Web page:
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Derek Jeter, as a Yankees prospect in 1994, just after being named Baseball America’s minor-league player of the year.  

Unlike archetypal New York sports heroes like Reggie Jackson and Joe Namath, Jeter never felt the need to take on some tabloid-friendly persona—it’s impossible to imagine Jeter claiming he’s the straw that stirs the drink—and he keeps his interviews with reporters purposefully dull. He’s compulsively private and, for a multimillionaire baseball player beloved by the masses, almost reflexively self-effacing. For all this, he has been repaid with unparalleled adulation. He hasn’t necessarily courted it. He doesn’t make overtly fan-friendly gestures. He doesn’t tweet. When he comes under scrutiny for off-field issues—as he did in the midst of those Alex Rodriguez dramas, in which reporters and fans begged him to draw a contrast with his eccentric, insecure former rival—he clams up. He hides in the spotlight.

The team around him for these fourteen years has changed dramatically. The Everyman heroes like Paul O’Neill and Scott Brosius are long gone, replaced initially by big-name divas like Randy Johnson, Gary Sheffield, and Jason Giambi. The Yankees turned back into a Steinbrenner hodgepodge, a conspicuously expensive team that couldn’t produce when it mattered most. Then the team morphed again, into this year’s collection of free-agent pie-throwers, wealthy young men reveling in the opportunity to behave like kids. To them, Jeter is a remote figure, liked and admired, but not really part of the crew. “No matter what happens, you can just follow that dude,” says Nick Swisher, whose puppy-dog exuberence is distinctly un-Jeterlike. “He just doesn’t change.” What has been fascinating about Jeter over these title-less eight seasons—Jeter once said the one record he wanted to break was Yogi Berra’s ten World Series titles; was he really only 26 when he last won one?—is how it hasn’t changed his demeanor. He does not throw down his helmet when he strikes out, nor does he ever point fingers when his teammates fail. He just carries himself like someone who expects to win every game and every championship, and we have fed off it. When I first moved to New York, in 2000, I attended Game Six of the American League Championship Series between the Yankees and the Mariners. (Seattle was led by a smiling, heroic would-be Jeter clone named Alex Rodriguez.) The Yankees fell behind 4-0 in the fourth inning, but, to this midwestern fretter’s bewilderment, no one in the park looked even slightly worried. Of course the Yankees are coming back. They’re the Yankees. They did, and ultimately won their fourth World Series in five years. Jeter’s signature trait is that he plays like he knows the Yankees are coming back. And in the nine long years it’s been since the Yankees last won the World Series, he’s never lost the faith, not in any way that could be detected.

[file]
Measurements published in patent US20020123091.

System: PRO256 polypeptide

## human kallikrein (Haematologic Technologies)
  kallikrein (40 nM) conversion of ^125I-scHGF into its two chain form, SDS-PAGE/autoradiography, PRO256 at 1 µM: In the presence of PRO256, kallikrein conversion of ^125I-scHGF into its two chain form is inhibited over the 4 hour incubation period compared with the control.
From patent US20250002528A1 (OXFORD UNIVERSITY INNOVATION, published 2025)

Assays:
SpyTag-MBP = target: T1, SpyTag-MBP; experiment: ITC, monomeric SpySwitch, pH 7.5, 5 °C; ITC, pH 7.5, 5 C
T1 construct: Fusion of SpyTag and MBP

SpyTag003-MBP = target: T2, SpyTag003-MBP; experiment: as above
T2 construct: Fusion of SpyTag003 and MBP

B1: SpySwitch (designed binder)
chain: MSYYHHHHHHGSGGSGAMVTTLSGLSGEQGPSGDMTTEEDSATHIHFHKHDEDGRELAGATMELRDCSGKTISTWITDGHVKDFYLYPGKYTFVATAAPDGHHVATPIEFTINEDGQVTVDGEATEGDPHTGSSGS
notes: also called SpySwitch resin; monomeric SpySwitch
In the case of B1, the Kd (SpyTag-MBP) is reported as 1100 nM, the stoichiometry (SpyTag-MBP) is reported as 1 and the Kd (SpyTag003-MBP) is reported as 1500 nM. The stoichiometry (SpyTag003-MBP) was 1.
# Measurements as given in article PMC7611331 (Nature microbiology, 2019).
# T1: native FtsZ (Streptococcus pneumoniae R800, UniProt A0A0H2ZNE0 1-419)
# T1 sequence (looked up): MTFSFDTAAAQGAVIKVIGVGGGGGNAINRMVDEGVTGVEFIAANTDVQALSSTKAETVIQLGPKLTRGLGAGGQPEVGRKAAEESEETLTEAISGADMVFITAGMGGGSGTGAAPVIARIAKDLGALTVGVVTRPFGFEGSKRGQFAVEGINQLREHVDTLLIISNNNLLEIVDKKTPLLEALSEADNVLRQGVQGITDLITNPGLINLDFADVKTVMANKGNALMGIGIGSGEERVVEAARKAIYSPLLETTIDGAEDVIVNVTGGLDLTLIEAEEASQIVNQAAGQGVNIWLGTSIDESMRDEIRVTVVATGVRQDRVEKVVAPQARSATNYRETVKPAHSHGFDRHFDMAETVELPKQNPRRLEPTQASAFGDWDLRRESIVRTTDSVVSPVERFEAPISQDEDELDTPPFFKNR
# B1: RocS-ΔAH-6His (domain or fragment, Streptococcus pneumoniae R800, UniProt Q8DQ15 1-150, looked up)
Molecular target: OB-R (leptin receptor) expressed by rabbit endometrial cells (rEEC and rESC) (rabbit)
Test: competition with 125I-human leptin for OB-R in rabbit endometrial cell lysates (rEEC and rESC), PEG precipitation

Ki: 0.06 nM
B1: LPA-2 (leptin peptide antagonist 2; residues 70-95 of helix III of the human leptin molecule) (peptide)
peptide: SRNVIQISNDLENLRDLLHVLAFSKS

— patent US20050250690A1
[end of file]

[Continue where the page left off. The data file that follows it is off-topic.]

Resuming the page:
Jeter doesn’t court fans. He doesn’t tweet. He hides in the spotlight.

This season, in their brand-new $1.5 billion ballpark that went from a homer-happy symbol of corporate greed and civic malfeasance to a rollicking (and shockingly loud) nightly party of easy victories and flicked homers over the right-field wall, the Yankees have their best team in nearly a decade and near-sellout crowds every night. The Yankees are the company team in a company town, the city’s shining attraction, a stubborn remaining outpost of New York exceptionalism. Heading into the playoffs with home-field advantage throughout the postseason, the Yankees are favored to win their 27th world championship. Once again the road to the World Series goes through the Bronx.

The team is new and fresh and transcendent in a different way from that of its predecessors. Yet there’s Jeter still at the center of all of it.

Each locker in the Yankees’ tricked-out new clubhouse has a laptop computer installed in the door. Because these are baseball players, who use their locker room to pull on jockstraps and snap towels (they really do towel-snap in locker rooms; I’ve seen at least six instances this season), none of the computers appears to be used particularly often. Occasionally, the wallpaper picture will change; at last check, Johnny Damon had a picture of a woman in a bikini, A. J. Burnett had a still of Gerard Butler in the movie 300, Swisher had a name tag that said HELLO, MY NAME IS SWAGGER, and Mark Teixeira had a photo of his children.

Jeter’s computer has the same home screen, the forecast for the Bronx, that it did when I first saw it in April. His locker is immaculate, straightened with the precision of a marine. I can’t spot a dash of color in his entire locker; it’s all Yankees blue and white, spikes, hats, undershirts, no hints of a personality off the field. There’s not a single thing in his locker that isn’t about baseball. I ask Jeter about this. “What do you want me to have in there?” he asks, not with hostility—legitimately, if passively, inquisitive. “Well, there’s Swisher,” I say, pointing across the clubhouse to Swisher’s locker, which has bobbleheads, energy drinks, impressively constructed collages of various Yankees wearing suits in magazines, and, bizarrely, a large photo of Cody Ransom. Jeter shakes his head slightly and chuckles before taking his leave; he must hit the field for batting practice, catch you after the game.


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